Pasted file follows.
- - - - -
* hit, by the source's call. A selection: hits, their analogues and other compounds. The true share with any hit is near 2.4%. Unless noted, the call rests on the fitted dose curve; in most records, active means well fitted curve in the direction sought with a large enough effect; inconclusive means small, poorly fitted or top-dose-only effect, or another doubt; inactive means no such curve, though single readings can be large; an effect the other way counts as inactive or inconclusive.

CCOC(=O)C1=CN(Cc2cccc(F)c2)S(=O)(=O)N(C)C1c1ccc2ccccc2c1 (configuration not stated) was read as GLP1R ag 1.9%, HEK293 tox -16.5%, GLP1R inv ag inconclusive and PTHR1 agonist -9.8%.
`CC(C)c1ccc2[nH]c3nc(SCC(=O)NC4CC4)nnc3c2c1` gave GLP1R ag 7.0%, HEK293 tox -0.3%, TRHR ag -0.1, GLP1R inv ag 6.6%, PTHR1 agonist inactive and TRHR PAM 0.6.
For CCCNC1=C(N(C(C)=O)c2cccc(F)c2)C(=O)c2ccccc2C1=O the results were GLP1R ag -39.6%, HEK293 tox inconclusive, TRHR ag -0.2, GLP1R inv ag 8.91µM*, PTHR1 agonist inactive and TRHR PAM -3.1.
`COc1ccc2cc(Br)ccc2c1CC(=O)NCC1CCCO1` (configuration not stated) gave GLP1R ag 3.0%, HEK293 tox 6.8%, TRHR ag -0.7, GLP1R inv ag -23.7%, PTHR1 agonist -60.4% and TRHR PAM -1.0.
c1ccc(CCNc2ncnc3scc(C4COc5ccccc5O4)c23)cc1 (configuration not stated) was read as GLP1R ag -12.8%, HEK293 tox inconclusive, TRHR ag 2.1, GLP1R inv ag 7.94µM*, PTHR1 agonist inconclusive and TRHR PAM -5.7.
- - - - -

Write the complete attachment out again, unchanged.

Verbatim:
* hit, by the source's call. A selection: hits, their analogues and other compounds. The true share with any hit is near 2.4%. Unless noted, the call rests on the fitted dose curve; in most records, active means well fitted curve in the direction sought with a large enough effect; inconclusive means small, poorly fitted or top-dose-only effect, or another doubt; inactive means no such curve, though single readings can be large; an effect the other way counts as inactive or inconclusive.

CCOC(=O)C1=CN(Cc2cccc(F)c2)S(=O)(=O)N(C)C1c1ccc2ccccc2c1 (configuration not stated) was read as GLP1R ag 1.9%, HEK293 tox -16.5%, GLP1R inv ag inconclusive and PTHR1 agonist -9.8%.
`CC(C)c1ccc2[nH]c3nc(SCC(=O)NC4CC4)nnc3c2c1` gave GLP1R ag 7.0%, HEK293 tox -0.3%, TRHR ag -0.1, GLP1R inv ag 6.6%, PTHR1 agonist inactive and TRHR PAM 0.6.
For CCCNC1=C(N(C(C)=O)c2cccc(F)c2)C(=O)c2ccccc2C1=O the results were GLP1R ag -39.6%, HEK293 tox inconclusive, TRHR ag -0.2, GLP1R inv ag 8.91µM*, PTHR1 agonist inactive and TRHR PAM -3.1.
`COc1ccc2cc(Br)ccc2c1CC(=O)NCC1CCCO1` (configuration not stated) gave GLP1R ag 3.0%, HEK293 tox 6.8%, TRHR ag -0.7, GLP1R inv ag -23.7%, PTHR1 agonist -60.4% and TRHR PAM -1.0.
c1ccc(CCNc2ncnc3scc(C4COc5ccccc5O4)c23)cc1 (configuration not stated) was read as GLP1R ag -12.8%, HEK293 tox inconclusive, TRHR ag 2.1, GLP1R inv ag 7.94µM*, PTHR1 agonist inconclusive and TRHR PAM -5.7.